The Endgame – A Memoir


The closest thing to magic that humanity has is lies. 
And it’s one of the worst kinds of magic, 
because it claims the truth is a lie 
while still leaving it there to suffer, 
unchanged and in its original form 
– the truth – 
while the world believes the lies.

During that first year in the United States, a woman at the local Vital Statistics office in charge of birth and death certificates happily accepted a large and unofficial pile of money to register my “birth in the United States” three years after I was born (another grating pain in my life because it often gets flagged as false, due to that three-year discrepancy of having a birth certificate that says 1977 on it but is filed in the 1980 birth records book, in an office that is never more than three weeks behind in filing). She thought she was helping a child war victim temporarily hide in the United States, but she was also profiting from the situation. I stood on my toes and strained to see the exchange of the document and the large stack of cash in the worker’s kitchen. I was barely even tall enough to see the top of that kitchen table. 

When the woman who illegally adopted me refused to return me after the war, even the Vital Statistics worker walked away in anger, although still feeling the tug of self-preservation and the distressing chains of having been ensnared as a willing actor in trafficking. She continued to help with the coverup for as long as she could, albeit from more of a distance. When she was still alive, she was who we would reach out to for fixing things when even her own office refused to acknowledge the misnumbered and misfiled certificate as genuine. 

Eventually, she died of old age, still carrying the secret that had been forced upon me. Managing to get proof of my “legal” existence became more difficult after that point. It would become a tangled mess of conning, coercing, and guiding bureaucrats, forging and replicating documents when they were not available, and not-always-successful attempts at timing official requests perfectly for when the most malleable workers were in the office. 

Other than that extra work and inconvenience, the identity still functioned on and off for a while. The record was there, in an official office (when the document could be located in the wrong section of records), and U.S. culture and government are permissive of that, especially since additional documentation was procured in that same year when I was three. A name change document was also attained. It was applied for because two official documents were needed to acquire any further documentation, such as a social security number, which was also eventually attained successfully, later that year. Without a hospital record, and with only the late-filed birth certificate as documentation, a name change document for a minor clerical-level alteration was the easiest and most affordable second one to pursue, since the priest at the local church refused to get involved and create a retroactive baptismal document.

As I got older, getting them to reliably certify my forged birth certificate would eventually become such a hindrance that, as an adult, I would go outside of what was familiar to me and would seek additional citizenship in a third country just to have documents that were reliably and properly filed somewhere on this earth. The bureaucratic portion of the process to gain that citizenship took over five years instead of the standard six months – because for five years straight no one in the U.S. Vital Statistics office could locate my birth certificate in their records to confirm its existence to my new nation.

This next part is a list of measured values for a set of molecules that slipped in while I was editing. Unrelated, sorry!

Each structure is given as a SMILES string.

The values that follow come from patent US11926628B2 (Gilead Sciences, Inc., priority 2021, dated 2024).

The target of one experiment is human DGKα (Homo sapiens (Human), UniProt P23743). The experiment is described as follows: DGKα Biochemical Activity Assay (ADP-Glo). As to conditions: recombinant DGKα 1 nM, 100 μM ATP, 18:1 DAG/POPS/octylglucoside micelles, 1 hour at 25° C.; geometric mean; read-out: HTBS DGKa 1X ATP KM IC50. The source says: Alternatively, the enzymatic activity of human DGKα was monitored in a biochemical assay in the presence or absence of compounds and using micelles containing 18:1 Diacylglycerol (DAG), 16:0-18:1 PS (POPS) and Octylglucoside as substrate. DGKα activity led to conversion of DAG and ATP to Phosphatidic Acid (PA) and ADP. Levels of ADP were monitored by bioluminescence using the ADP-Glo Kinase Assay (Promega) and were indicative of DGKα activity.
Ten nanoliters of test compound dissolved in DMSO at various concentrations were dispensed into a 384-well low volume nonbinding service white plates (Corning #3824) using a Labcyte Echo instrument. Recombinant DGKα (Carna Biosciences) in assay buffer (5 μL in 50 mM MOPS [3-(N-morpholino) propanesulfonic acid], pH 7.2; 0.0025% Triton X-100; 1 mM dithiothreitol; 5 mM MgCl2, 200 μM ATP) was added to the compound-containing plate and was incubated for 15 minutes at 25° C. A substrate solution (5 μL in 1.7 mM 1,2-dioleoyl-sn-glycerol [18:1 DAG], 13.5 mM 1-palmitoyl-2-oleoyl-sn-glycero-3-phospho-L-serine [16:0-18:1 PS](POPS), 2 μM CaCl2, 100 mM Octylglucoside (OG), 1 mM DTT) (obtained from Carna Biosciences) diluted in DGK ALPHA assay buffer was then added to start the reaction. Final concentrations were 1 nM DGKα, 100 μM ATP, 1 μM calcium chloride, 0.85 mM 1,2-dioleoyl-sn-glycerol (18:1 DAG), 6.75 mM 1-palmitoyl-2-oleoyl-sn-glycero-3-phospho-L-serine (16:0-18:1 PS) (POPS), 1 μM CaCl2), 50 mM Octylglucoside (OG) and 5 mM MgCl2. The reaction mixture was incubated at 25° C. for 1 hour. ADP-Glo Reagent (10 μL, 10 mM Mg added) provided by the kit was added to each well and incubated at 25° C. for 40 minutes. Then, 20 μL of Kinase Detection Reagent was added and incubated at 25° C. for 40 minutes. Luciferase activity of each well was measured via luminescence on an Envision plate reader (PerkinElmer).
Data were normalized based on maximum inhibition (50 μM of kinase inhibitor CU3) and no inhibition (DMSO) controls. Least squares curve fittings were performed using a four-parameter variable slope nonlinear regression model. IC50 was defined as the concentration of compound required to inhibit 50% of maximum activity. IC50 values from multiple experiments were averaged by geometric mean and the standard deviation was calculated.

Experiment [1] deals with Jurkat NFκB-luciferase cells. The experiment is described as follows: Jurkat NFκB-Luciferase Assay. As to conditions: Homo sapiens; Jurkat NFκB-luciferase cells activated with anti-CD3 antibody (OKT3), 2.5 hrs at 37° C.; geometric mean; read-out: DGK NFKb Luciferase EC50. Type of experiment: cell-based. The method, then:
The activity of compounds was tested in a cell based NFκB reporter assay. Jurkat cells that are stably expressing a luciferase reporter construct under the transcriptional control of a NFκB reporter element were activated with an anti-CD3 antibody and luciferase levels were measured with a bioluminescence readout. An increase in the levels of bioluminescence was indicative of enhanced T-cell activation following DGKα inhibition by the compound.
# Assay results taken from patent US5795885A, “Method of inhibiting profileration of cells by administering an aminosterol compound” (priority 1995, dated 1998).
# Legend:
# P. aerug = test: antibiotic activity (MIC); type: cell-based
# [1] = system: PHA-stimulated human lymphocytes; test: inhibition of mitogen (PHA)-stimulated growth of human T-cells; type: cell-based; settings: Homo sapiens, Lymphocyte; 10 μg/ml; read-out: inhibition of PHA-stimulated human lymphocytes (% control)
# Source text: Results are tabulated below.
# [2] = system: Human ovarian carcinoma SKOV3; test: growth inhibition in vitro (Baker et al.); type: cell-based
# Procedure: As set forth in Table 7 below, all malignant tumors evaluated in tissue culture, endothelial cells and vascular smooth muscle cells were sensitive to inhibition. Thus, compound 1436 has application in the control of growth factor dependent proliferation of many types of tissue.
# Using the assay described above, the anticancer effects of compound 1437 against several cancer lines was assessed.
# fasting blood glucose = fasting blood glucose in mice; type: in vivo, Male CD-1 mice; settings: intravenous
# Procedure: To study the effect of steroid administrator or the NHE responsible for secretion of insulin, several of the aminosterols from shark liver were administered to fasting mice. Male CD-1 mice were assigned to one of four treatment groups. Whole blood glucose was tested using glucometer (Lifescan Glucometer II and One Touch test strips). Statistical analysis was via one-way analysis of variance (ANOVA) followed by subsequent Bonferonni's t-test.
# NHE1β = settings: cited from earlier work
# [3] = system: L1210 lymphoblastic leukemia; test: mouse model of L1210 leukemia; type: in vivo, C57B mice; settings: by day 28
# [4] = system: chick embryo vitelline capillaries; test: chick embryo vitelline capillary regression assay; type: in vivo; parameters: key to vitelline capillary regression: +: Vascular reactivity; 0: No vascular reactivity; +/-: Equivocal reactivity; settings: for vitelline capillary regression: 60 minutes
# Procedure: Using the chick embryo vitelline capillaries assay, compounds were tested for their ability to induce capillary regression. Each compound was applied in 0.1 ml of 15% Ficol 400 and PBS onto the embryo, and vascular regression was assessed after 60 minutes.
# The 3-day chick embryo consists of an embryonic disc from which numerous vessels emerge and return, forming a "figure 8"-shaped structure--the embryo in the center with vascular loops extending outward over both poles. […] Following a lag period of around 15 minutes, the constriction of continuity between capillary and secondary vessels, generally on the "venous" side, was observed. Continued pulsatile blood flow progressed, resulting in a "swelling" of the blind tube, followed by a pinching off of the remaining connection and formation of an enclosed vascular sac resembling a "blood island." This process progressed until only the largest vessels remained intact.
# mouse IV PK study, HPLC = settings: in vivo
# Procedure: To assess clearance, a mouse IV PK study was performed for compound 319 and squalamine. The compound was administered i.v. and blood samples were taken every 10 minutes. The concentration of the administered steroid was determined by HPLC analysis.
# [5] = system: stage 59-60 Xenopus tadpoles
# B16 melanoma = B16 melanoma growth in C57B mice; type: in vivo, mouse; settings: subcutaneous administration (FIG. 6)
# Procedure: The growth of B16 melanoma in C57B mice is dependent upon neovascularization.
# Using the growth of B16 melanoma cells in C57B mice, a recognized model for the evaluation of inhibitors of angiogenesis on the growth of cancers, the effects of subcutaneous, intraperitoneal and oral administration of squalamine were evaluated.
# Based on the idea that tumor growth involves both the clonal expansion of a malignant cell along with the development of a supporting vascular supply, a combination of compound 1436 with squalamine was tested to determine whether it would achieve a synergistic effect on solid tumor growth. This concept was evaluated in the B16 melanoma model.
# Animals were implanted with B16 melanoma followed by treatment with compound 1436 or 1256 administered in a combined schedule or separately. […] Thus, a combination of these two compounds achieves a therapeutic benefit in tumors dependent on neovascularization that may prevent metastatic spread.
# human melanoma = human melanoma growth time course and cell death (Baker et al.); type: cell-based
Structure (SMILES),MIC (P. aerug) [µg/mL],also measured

Five years into that delay, l finally gave in and walked a new U.S. Vital Statistics clerk through the process of finding my certificate where it resides, in the wrong year’s record book, and had her set aside a copy of that certificate on the office counter next to the phone in expectation of a call from the foreign embassy, a call which I was scheduling at the same time. From there, the approval for my new citizenship was processed in less than a month. If it will remain valid is uncertain, because it was based on a forgery. But as of this writing, it’s at least been less of a hassle. 

The coercive recruiter’s own family was angry with her for breaking conventions and not returning me when the war was over. Her solution? When I was barely four years old, she told me the whole family had gotten together in two large tour buses to come to visit me, and that those buses had been run off the road in a storm, killing all of them in one go, except for a few of her immediate local family members (two sons she did not have custody of, her mother, a sister, and a cousin who lived near Yale). I don’t know what she told the rest of her family about me, but I spent a lot of time hidden away behind coats in closets when they came by unannounced, which they often did because many of her aunts, uncles, cousins, etc. lived in the area.

My life became very limited and unprotected. I was nothing more than a convenient tool for a psychopath who had lost her own biological children due to her dangerous and unethical exploitation of them. Her ex-husband, a naval intelligence officer, removed them from her care after he discovered she had brought them to South and Central America with her as cover while on a government operation. He found out that she had her small sons helping with manual labor during large-scale drug harvests, a behavior she thought was logical and cute. Now, I was a replacement for those children, and even her own family was no longer there to protect me.

Next: Strategists & Blackmail